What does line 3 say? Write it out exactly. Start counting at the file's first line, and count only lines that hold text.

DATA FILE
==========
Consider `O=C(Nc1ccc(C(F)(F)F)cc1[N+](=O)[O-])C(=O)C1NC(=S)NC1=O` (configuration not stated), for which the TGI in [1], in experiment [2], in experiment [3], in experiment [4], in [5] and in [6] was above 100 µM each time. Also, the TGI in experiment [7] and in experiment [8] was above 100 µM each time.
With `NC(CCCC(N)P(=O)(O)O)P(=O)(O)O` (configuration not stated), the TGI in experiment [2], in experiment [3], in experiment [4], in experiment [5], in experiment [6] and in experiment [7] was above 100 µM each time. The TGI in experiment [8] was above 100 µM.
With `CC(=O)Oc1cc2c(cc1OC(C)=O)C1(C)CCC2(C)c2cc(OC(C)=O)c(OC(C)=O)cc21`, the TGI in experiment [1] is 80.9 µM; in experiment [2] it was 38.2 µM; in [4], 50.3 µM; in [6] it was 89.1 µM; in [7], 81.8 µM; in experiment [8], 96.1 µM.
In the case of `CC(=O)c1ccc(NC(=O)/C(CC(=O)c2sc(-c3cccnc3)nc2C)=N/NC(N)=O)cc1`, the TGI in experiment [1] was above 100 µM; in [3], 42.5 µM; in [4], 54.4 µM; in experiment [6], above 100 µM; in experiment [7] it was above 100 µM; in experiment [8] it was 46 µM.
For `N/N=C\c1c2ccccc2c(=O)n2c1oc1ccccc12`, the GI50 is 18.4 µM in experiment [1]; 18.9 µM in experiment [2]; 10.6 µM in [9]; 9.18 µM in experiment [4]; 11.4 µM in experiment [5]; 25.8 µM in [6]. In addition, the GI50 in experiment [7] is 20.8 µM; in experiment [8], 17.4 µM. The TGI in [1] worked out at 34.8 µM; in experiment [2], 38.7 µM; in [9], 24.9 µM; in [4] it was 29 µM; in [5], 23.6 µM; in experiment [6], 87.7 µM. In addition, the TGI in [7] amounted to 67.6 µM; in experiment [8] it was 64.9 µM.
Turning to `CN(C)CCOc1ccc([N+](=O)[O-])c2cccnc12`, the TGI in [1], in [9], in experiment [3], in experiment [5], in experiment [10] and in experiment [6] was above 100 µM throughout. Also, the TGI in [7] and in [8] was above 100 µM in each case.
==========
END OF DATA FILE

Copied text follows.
With `CC(=O)Oc1cc2c(cc1OC(C)=O)C1(C)CCC2(C)c2cc(OC(C)=O)c(OC(C)=O)cc21`, the TGI in experiment [1] is 80.9 µM; in experiment [2] it was 38.2 µM; in [4], 50.3 µM; in [6] it was 89.1 µM; in [7], 81.8 µM; in experiment [8], 96.1 µM.